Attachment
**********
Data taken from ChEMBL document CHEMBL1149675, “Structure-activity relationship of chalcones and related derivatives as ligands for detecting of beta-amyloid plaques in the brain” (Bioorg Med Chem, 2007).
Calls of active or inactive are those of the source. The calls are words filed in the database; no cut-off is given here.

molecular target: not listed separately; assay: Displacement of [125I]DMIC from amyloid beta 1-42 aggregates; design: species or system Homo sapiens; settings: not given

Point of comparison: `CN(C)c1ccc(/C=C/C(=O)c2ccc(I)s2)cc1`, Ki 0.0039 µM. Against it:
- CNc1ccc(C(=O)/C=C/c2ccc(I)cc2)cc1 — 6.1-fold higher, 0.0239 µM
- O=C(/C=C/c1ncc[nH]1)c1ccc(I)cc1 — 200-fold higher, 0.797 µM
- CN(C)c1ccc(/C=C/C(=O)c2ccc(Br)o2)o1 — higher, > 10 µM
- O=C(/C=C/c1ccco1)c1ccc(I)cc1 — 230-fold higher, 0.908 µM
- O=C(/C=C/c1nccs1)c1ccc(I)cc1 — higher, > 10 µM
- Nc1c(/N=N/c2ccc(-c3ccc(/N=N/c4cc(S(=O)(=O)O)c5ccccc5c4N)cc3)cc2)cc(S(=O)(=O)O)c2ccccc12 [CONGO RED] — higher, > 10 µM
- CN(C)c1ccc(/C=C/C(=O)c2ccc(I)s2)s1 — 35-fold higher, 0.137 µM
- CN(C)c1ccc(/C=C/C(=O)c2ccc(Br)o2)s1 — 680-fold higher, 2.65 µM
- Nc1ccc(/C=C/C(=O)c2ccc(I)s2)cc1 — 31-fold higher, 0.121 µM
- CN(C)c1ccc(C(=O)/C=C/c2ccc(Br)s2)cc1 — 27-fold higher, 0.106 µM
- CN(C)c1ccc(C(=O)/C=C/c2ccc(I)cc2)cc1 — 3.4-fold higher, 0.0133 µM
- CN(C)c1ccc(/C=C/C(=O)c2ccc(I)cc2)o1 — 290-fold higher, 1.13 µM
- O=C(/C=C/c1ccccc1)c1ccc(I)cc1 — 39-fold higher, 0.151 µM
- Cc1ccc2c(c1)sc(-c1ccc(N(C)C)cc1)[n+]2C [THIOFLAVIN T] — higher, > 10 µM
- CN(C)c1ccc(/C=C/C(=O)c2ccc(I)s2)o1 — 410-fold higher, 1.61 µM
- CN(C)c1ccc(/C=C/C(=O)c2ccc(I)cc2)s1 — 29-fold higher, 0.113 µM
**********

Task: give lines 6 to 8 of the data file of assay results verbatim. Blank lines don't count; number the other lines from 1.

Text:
- O=C(/C=C/c1ncc[nH]1)c1ccc(I)cc1 — 200-fold higher, 0.797 µM
- CN(C)c1ccc(/C=C/C(=O)c2ccc(Br)o2)o1 — higher, > 10 µM
- O=C(/C=C/c1ccco1)c1ccc(I)cc1 — 230-fold higher, 0.908 µM